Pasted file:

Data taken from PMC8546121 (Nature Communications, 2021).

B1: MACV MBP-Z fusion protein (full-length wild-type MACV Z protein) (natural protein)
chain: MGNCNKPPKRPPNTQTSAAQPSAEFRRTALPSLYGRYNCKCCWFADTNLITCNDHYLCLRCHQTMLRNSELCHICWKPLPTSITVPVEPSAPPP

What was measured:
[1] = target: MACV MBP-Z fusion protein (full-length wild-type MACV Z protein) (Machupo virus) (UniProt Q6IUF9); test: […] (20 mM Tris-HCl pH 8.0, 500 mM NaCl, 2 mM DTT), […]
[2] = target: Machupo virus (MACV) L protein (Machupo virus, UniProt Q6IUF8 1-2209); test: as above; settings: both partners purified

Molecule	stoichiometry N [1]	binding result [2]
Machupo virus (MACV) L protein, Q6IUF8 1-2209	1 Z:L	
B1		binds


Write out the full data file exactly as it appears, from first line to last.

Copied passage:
Data taken from PMC8546121 (Nature Communications, 2021).

B1: MACV MBP-Z fusion protein (full-length wild-type MACV Z protein) (natural protein)
chain: MGNCNKPPKRPPNTQTSAAQPSAEFRRTALPSLYGRYNCKCCWFADTNLITCNDHYLCLRCHQTMLRNSELCHICWKPLPTSITVPVEPSAPPP

What was measured:
[1] = target: MACV MBP-Z fusion protein (full-length wild-type MACV Z protein) (Machupo virus) (UniProt Q6IUF9); test: […] (20 mM Tris-HCl pH 8.0, 500 mM NaCl, 2 mM DTT), […]
[2] = target: Machupo virus (MACV) L protein (Machupo virus, UniProt Q6IUF8 1-2209); test: as above; settings: both partners purified

Molecule	stoichiometry N [1]	binding result [2]
Machupo virus (MACV) L protein, Q6IUF8 1-2209	1 Z:L	
B1		binds